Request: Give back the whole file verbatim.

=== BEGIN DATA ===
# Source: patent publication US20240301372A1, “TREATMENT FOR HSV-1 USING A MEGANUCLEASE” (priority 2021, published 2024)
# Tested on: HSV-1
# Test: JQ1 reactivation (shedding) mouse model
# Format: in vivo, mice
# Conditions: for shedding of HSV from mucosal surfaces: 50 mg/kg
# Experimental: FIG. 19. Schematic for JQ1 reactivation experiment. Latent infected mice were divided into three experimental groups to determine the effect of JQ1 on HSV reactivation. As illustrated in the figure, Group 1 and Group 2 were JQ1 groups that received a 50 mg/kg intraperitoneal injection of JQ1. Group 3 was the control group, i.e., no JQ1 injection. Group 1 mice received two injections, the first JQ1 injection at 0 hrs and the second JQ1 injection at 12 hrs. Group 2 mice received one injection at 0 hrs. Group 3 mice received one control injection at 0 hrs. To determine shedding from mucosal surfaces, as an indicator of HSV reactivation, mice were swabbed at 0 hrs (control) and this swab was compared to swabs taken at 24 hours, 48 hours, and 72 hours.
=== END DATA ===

# Source: patent publication US20240301372A1, “TREATMENT FOR HSV-1 USING A MEGANUCLEASE” (priority 2021, published 2024)
# Tested on: HSV-1
# Test: JQ1 reactivation (shedding) mouse model
# Format: in vivo, mice
# Conditions: for shedding of HSV from mucosal surfaces: 50 mg/kg
# Experimental: FIG. 19. Schematic for JQ1 reactivation experiment. Latent infected mice were divided into three experimental groups to determine the effect of JQ1 on HSV reactivation. As illustrated in the figure, Group 1 and Group 2 were JQ1 groups that received a 50 mg/kg intraperitoneal injection of JQ1. Group 3 was the control group, i.e., no JQ1 injection. Group 1 mice received two injections, the first JQ1 injection at 0 hrs and the second JQ1 injection at 12 hrs. Group 2 mice received one injection at 0 hrs. Group 3 mice received one control injection at 0 hrs. To determine shedding from mucosal surfaces, as an indicator of HSV reactivation, mice were swabbed at 0 hrs (control) and this swab was compared to swabs taken at 24 hours, 48 hours, and 72 hours.